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Security: An Overview

Security refers to a broad type of investments with risks that are regulated under securities law.  Securities exist in numerous forms including: notes, stocks, treasury stocks, bonds, and certificates of interest or participation in profit sharing agreements. Securities law exists because of unique informational needs of investors. Securities are not inherently valuable; their worth comes only from the claims they entitle their owner to make upon the assets and earnings of the issuer or the voting power that accompanies such claims. The value of securities depends on the issuer's financial condition, products and markets, management, and the competitive and regulatory climate. Securities laws and regulations aim at ensuring that investors receive accurate and necessary information regarding the type and value of the interest under consideration for purchase. (For more information on securities law generally, see securities).

Scope of Securities

Much of the litigation related to securities involves defining what does and does not constitute a security subject to the requirements of securities law. In deciding what is a security, securities law focuses on the substantive elements of investor expectations and nature of the investment rather than form. The primary definitions from the Securities Act of 1933 and the Securities Exchange Act of 1934 similarly define securities as specific instruments such as a “note, stock, treasury stock, security future, security-based swap, bond, debenture” and any instruments that fall into broad categories like “investment contracts” or “any interest or instrument commonly known as a “security”” (see 15 U.S.C. § 77b). Some types of securities like stocks are per se securities under the Acts, but other types of instruments like swaps require further analysis to determine whether they fall under the Act.

Courts have come up with different tests and factors to consider when deciding whether an instrument falls under the statutory definitions of securities. The Supreme Court defined investment contracts to be any instrument: “[1] where a person invests his money [2] in a common enterprise and [3] is led to expect profits [4] solely from the efforts of the promoter or a third party” (SEC v. W. J. Howey Co. et al., 328 U.S. 293 (1946)). A lot of litigation has surfaced interpreting the four prongs of this case. For example, in interpreting whether the investment meets the fourth prong (referred to as the managerial prong), courts have differed on the test to be used. Some courts have followed the 9th Circuit test emphasizing “whether the efforts made by those other than the investor are the undeniably significant ones, those essential managerial efforts which affect the failure or success of the enterprise” (SEC v. Glenn W. Turner Enterprises Inc., 474 F.2d 476, 482 (9th Cir. 1973)). Investors can retain minor control in the investments and still meet the fourth prong (see SEC v. Unique Financial Concepts, 196 F.3d 1195, 1201–1202 (11th Cir.1999)). In interpreting the profit requirement, much litigation has surrounded the test to be used, and courts have distinguished an expected profit from an investment versus a consumed benefit that resembles a security (see United Housing Foundation, Inc. v. Forma, 421 U.S.C. 837 (1975)(finding that ‘stock’ in a housing co-op was for consumeristic needs rather than a real investment purpose)). Generally, the more an instrument or agreement creates the expectations of potential profit by investors or the average person, the more likely a court will find that an instrument falls under the broad definitions of securities.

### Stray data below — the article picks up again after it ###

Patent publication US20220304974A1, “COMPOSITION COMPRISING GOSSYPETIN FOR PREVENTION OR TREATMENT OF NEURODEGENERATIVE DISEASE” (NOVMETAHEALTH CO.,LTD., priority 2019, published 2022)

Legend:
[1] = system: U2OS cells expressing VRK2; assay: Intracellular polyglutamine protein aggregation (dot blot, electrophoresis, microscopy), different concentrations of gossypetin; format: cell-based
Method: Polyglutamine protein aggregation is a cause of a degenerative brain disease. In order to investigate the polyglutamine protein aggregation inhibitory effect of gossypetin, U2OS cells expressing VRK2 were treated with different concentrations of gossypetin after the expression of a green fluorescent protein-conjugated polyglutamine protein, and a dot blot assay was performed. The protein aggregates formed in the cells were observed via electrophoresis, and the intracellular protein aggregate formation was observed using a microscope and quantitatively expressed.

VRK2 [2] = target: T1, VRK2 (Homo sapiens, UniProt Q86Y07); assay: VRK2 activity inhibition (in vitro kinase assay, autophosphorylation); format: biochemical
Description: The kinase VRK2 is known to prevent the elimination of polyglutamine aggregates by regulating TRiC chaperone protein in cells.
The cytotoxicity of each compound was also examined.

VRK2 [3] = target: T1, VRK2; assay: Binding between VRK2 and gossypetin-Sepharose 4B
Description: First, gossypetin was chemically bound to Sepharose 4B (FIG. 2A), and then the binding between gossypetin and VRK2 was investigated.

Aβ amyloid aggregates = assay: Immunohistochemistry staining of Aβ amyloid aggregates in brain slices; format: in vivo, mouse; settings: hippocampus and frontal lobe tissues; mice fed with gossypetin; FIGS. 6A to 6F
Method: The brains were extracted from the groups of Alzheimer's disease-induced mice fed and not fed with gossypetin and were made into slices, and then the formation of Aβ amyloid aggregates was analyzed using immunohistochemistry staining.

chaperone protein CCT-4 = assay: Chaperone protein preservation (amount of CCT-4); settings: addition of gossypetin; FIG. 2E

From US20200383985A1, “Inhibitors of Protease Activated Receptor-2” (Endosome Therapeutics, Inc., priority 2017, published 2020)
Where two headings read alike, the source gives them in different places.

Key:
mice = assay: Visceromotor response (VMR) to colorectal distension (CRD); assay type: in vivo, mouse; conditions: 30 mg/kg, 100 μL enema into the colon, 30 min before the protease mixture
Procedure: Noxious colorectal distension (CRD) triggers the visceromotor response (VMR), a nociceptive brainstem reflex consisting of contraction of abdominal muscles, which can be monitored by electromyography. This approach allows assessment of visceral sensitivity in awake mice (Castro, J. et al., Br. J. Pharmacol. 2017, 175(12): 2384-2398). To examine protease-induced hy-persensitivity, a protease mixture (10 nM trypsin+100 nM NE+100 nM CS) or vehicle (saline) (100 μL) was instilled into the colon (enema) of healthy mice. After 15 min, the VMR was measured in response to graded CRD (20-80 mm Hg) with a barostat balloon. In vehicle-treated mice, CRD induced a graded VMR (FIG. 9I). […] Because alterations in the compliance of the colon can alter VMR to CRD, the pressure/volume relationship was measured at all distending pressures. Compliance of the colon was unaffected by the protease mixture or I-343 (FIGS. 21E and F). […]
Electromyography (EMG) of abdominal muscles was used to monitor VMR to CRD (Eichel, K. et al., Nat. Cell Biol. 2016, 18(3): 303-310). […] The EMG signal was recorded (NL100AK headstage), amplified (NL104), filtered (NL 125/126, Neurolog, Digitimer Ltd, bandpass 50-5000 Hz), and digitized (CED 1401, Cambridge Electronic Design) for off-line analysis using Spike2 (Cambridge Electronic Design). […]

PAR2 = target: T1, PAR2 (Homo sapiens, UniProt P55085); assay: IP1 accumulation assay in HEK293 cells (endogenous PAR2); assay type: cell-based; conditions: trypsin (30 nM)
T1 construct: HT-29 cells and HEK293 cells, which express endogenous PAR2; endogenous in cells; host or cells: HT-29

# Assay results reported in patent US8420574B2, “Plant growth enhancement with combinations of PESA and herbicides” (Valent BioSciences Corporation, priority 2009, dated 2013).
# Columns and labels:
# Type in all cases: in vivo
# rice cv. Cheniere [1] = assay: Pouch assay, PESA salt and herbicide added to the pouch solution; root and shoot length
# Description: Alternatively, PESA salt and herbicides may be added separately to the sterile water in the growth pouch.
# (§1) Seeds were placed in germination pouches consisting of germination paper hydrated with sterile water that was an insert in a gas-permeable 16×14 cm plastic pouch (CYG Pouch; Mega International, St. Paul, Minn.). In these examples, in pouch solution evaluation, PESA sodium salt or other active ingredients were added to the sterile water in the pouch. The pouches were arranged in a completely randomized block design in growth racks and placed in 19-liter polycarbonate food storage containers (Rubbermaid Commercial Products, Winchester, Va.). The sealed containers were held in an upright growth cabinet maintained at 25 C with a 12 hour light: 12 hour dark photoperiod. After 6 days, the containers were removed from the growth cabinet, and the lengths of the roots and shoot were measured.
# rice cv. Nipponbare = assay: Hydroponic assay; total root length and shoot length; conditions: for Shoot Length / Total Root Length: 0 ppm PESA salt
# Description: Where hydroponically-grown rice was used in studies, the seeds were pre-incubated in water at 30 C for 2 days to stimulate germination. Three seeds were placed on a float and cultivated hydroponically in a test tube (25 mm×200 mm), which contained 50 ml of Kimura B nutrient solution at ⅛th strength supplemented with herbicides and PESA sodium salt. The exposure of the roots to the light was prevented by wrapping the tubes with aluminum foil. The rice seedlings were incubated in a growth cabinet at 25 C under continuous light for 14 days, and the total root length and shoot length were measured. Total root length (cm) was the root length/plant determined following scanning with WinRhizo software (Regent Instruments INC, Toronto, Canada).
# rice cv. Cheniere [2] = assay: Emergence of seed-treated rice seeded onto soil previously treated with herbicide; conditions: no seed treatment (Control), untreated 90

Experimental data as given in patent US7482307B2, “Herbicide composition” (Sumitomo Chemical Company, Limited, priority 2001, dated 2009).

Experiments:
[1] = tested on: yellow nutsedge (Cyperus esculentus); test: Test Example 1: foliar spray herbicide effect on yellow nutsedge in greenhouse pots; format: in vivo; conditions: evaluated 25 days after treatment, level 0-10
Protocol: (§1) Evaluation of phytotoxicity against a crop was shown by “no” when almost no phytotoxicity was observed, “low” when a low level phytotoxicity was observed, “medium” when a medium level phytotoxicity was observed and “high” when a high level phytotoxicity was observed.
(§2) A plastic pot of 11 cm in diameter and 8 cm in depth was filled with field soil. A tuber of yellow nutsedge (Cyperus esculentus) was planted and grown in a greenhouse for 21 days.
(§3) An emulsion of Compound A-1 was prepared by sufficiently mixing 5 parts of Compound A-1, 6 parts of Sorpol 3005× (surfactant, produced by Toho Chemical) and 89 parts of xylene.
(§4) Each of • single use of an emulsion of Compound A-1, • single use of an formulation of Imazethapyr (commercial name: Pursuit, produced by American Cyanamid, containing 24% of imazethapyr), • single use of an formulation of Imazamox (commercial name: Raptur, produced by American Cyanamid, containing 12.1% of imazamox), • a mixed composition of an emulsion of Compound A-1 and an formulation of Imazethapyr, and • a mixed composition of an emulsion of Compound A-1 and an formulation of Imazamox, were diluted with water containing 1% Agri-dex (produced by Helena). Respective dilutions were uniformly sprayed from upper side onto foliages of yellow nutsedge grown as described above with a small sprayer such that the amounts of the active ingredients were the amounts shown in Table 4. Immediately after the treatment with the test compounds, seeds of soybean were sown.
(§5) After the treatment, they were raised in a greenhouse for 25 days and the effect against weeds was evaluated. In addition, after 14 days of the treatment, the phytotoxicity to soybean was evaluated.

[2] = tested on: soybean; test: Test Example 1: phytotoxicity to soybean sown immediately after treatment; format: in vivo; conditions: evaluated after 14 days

Many instruments may or may not fall under the definition of security depending on the context in which they arise. Generally, commodities and futures do not fall under securities and are covered by the Commodities Exchange Act and regulated by the Commodity Futures Trading Commission (CFTC). However, some futures and swaps that are based on individual securities or security indexes fall under securities regulation too (see 15 U.S.C. § 78c(a)(68)). Most types of partnerships do not fall under the category of securities, but most limited partner interests will as long as they retain limited control over the partnership. A more modern debate exists over whether cryptocurrency and other digital currencies constitute a security; the SEC and courts have held that cryptocurrencies can be a security under the Hawley test depending on the way the assets are used (see SEC v. Ripple Labs, Inc., New York Southern District Court (October 3, 2023), 2023 U.S. Dist.). 

Some types of instruments that would otherwise qualify as a security have been expressly  exempted from the definition including some offered by local governments and municipalities, bank trust funds, and charitable entities (see 15 U.S.C. § 77c). 

[Last updated in October of 2023 by the Wex Definitions Team]